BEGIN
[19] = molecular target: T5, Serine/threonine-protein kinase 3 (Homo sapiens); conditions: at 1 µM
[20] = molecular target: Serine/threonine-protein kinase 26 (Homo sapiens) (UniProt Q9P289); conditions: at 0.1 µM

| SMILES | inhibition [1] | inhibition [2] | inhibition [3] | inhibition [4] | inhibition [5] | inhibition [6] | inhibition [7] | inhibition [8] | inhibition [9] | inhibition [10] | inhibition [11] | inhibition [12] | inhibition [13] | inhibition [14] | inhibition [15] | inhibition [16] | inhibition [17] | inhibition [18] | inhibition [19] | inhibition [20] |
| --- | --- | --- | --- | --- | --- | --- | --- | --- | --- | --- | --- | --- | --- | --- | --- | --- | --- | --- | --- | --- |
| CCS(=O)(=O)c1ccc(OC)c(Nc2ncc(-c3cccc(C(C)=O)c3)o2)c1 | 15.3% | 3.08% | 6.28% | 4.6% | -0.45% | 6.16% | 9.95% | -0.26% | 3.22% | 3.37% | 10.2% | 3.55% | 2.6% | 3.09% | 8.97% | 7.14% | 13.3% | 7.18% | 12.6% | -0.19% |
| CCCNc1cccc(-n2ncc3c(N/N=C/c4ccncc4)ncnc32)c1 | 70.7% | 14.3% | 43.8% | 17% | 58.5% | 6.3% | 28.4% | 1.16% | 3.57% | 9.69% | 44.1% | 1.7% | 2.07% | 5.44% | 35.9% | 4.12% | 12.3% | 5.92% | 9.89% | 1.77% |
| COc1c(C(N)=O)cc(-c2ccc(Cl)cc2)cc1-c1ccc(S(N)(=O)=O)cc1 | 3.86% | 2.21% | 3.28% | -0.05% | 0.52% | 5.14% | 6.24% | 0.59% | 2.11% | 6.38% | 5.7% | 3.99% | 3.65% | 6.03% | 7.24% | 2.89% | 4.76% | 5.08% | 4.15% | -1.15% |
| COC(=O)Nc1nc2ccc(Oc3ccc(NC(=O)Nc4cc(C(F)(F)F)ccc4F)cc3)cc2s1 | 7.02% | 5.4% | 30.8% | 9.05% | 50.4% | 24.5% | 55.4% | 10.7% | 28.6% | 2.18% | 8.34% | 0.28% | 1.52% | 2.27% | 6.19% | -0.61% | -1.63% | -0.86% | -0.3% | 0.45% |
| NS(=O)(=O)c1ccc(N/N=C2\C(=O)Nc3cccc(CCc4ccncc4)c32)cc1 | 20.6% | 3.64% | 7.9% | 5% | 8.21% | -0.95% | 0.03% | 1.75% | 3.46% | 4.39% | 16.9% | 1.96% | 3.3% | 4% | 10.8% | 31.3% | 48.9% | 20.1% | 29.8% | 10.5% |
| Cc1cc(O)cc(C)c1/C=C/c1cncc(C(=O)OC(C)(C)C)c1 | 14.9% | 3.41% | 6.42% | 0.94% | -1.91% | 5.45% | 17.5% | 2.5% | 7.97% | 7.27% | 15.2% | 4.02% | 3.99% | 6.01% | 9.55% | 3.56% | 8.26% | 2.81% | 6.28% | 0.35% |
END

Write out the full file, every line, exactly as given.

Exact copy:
[19] = molecular target: T5, Serine/threonine-protein kinase 3 (Homo sapiens); conditions: at 1 µM
[20] = molecular target: Serine/threonine-protein kinase 26 (Homo sapiens) (UniProt Q9P289); conditions: at 0.1 µM

| SMILES | inhibition [1] | inhibition [2] | inhibition [3] | inhibition [4] | inhibition [5] | inhibition [6] | inhibition [7] | inhibition [8] | inhibition [9] | inhibition [10] | inhibition [11] | inhibition [12] | inhibition [13] | inhibition [14] | inhibition [15] | inhibition [16] | inhibition [17] | inhibition [18] | inhibition [19] | inhibition [20] |
| --- | --- | --- | --- | --- | --- | --- | --- | --- | --- | --- | --- | --- | --- | --- | --- | --- | --- | --- | --- | --- |
| CCS(=O)(=O)c1ccc(OC)c(Nc2ncc(-c3cccc(C(C)=O)c3)o2)c1 | 15.3% | 3.08% | 6.28% | 4.6% | -0.45% | 6.16% | 9.95% | -0.26% | 3.22% | 3.37% | 10.2% | 3.55% | 2.6% | 3.09% | 8.97% | 7.14% | 13.3% | 7.18% | 12.6% | -0.19% |
| CCCNc1cccc(-n2ncc3c(N/N=C/c4ccncc4)ncnc32)c1 | 70.7% | 14.3% | 43.8% | 17% | 58.5% | 6.3% | 28.4% | 1.16% | 3.57% | 9.69% | 44.1% | 1.7% | 2.07% | 5.44% | 35.9% | 4.12% | 12.3% | 5.92% | 9.89% | 1.77% |
| COc1c(C(N)=O)cc(-c2ccc(Cl)cc2)cc1-c1ccc(S(N)(=O)=O)cc1 | 3.86% | 2.21% | 3.28% | -0.05% | 0.52% | 5.14% | 6.24% | 0.59% | 2.11% | 6.38% | 5.7% | 3.99% | 3.65% | 6.03% | 7.24% | 2.89% | 4.76% | 5.08% | 4.15% | -1.15% |
| COC(=O)Nc1nc2ccc(Oc3ccc(NC(=O)Nc4cc(C(F)(F)F)ccc4F)cc3)cc2s1 | 7.02% | 5.4% | 30.8% | 9.05% | 50.4% | 24.5% | 55.4% | 10.7% | 28.6% | 2.18% | 8.34% | 0.28% | 1.52% | 2.27% | 6.19% | -0.61% | -1.63% | -0.86% | -0.3% | 0.45% |
| NS(=O)(=O)c1ccc(N/N=C2\C(=O)Nc3cccc(CCc4ccncc4)c32)cc1 | 20.6% | 3.64% | 7.9% | 5% | 8.21% | -0.95% | 0.03% | 1.75% | 3.46% | 4.39% | 16.9% | 1.96% | 3.3% | 4% | 10.8% | 31.3% | 48.9% | 20.1% | 29.8% | 10.5% |
| Cc1cc(O)cc(C)c1/C=C/c1cncc(C(=O)OC(C)(C)C)c1 | 14.9% | 3.41% | 6.42% | 0.94% | -1.91% | 5.45% | 17.5% | 2.5% | 7.97% | 7.27% | 15.2% | 4.02% | 3.99% | 6.01% | 9.55% | 3.56% | 8.26% | 2.81% | 6.28% | 0.35% |